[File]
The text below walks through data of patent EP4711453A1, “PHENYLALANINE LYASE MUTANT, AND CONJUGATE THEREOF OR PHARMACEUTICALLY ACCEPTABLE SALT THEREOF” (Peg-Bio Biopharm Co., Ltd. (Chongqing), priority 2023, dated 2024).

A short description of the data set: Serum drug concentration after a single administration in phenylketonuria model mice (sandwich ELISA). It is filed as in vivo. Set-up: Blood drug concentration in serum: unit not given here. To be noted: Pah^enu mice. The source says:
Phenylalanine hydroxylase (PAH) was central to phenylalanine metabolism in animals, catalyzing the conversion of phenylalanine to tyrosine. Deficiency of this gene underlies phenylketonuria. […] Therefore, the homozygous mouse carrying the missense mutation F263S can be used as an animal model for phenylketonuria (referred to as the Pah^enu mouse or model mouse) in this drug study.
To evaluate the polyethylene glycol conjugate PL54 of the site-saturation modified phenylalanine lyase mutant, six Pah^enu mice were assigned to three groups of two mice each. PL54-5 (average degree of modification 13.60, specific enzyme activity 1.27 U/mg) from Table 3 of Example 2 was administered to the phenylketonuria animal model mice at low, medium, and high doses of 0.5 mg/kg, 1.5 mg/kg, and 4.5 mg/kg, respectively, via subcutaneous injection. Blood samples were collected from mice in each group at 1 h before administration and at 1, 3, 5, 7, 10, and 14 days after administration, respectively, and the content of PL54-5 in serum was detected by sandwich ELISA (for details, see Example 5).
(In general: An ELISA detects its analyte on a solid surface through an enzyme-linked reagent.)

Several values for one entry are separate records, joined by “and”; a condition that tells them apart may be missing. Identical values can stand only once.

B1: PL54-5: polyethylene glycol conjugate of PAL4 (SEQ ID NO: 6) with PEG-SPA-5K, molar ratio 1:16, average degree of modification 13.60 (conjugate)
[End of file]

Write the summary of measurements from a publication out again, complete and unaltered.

The text below walks through data of patent EP4711453A1, “PHENYLALANINE LYASE MUTANT, AND CONJUGATE THEREOF OR PHARMACEUTICALLY ACCEPTABLE SALT THEREOF” (Peg-Bio Biopharm Co., Ltd. (Chongqing), priority 2023, dated 2024).

A short description of the data set: Serum drug concentration after a single administration in phenylketonuria model mice (sandwich ELISA). It is filed as in vivo. Set-up: Blood drug concentration in serum: unit not given here. To be noted: Pah^enu mice. The source says:
Phenylalanine hydroxylase (PAH) was central to phenylalanine metabolism in animals, catalyzing the conversion of phenylalanine to tyrosine. Deficiency of this gene underlies phenylketonuria. […] Therefore, the homozygous mouse carrying the missense mutation F263S can be used as an animal model for phenylketonuria (referred to as the Pah^enu mouse or model mouse) in this drug study.
To evaluate the polyethylene glycol conjugate PL54 of the site-saturation modified phenylalanine lyase mutant, six Pah^enu mice were assigned to three groups of two mice each. PL54-5 (average degree of modification 13.60, specific enzyme activity 1.27 U/mg) from Table 3 of Example 2 was administered to the phenylketonuria animal model mice at low, medium, and high doses of 0.5 mg/kg, 1.5 mg/kg, and 4.5 mg/kg, respectively, via subcutaneous injection. Blood samples were collected from mice in each group at 1 h before administration and at 1, 3, 5, 7, 10, and 14 days after administration, respectively, and the content of PL54-5 in serum was detected by sandwich ELISA (for details, see Example 5).
(In general: An ELISA detects its analyte on a solid surface through an enzyme-linked reagent.)

Several values for one entry are separate records, joined by “and”; a condition that tells them apart may be missing. Identical values can stand only once.

B1: PL54-5: polyethylene glycol conjugate of PAL4 (SEQ ID NO: 6) with PEG-SPA-5K, molar ratio 1:16, average degree of modification 13.60 (conjugate)